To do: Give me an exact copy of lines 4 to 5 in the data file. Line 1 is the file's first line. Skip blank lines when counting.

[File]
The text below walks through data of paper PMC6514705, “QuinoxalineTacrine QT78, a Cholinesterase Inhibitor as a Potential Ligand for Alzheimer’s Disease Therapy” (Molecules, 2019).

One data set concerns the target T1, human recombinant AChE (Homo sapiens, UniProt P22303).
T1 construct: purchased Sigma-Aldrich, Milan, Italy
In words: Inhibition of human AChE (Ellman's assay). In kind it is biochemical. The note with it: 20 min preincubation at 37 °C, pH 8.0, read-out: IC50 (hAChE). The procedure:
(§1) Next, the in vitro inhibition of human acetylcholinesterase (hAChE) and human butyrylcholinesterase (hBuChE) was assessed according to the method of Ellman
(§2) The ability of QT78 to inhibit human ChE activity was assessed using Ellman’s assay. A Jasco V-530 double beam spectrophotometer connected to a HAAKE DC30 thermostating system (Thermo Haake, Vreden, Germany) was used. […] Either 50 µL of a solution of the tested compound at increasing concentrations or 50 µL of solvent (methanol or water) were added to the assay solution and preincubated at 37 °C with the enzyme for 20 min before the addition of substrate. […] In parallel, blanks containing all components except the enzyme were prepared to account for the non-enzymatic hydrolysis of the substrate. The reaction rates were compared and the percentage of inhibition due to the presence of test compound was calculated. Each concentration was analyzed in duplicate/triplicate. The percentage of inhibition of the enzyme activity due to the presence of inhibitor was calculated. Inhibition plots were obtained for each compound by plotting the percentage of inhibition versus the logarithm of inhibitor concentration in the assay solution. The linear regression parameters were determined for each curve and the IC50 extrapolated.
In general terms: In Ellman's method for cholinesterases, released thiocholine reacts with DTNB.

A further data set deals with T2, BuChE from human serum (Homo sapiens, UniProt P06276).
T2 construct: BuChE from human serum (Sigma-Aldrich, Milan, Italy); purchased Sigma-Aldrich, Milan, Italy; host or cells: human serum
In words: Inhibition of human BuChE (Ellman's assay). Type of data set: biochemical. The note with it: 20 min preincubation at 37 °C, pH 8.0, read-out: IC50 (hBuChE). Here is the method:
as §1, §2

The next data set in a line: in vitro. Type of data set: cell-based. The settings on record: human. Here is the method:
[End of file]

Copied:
In words: Inhibition of human AChE (Ellman's assay). In kind it is biochemical. The note with it: 20 min preincubation at 37 °C, pH 8.0, read-out: IC50 (hAChE). The procedure:
(§1) Next, the in vitro inhibition of human acetylcholinesterase (hAChE) and human butyrylcholinesterase (hBuChE) was assessed according to the method of Ellman